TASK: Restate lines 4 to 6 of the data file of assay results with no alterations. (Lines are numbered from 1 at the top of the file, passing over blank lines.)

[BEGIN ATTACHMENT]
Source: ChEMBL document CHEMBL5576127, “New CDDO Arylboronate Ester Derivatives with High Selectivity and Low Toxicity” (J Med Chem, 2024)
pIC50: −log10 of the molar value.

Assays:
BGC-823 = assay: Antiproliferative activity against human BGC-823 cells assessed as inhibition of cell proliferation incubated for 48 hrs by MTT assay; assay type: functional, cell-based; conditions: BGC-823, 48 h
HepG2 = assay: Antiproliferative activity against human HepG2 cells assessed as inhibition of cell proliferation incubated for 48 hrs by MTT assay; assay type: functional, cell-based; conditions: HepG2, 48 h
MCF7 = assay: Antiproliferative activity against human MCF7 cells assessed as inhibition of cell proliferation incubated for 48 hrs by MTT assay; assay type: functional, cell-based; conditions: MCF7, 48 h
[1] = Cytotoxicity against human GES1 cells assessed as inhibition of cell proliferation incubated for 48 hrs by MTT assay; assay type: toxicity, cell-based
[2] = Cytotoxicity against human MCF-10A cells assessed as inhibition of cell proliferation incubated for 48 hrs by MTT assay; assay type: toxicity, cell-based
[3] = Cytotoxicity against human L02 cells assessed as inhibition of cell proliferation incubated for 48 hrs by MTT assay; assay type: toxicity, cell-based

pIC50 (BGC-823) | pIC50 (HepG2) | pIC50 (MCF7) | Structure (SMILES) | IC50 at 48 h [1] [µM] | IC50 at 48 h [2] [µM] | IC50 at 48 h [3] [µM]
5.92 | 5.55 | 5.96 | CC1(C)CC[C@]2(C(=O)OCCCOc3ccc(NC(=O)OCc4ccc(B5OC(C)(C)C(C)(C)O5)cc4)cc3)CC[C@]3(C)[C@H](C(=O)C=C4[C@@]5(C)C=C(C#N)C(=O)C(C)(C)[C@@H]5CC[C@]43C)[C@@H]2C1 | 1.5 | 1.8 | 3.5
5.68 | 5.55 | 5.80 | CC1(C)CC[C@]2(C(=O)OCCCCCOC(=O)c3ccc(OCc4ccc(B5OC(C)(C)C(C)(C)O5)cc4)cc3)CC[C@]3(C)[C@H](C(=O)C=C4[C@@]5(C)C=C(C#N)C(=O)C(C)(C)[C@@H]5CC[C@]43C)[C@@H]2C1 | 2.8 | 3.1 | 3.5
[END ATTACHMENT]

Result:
BGC-823 = assay: Antiproliferative activity against human BGC-823 cells assessed as inhibition of cell proliferation incubated for 48 hrs by MTT assay; assay type: functional, cell-based; conditions: BGC-823, 48 h
HepG2 = assay: Antiproliferative activity against human HepG2 cells assessed as inhibition of cell proliferation incubated for 48 hrs by MTT assay; assay type: functional, cell-based; conditions: HepG2, 48 h
MCF7 = assay: Antiproliferative activity against human MCF7 cells assessed as inhibition of cell proliferation incubated for 48 hrs by MTT assay; assay type: functional, cell-based; conditions: MCF7, 48 h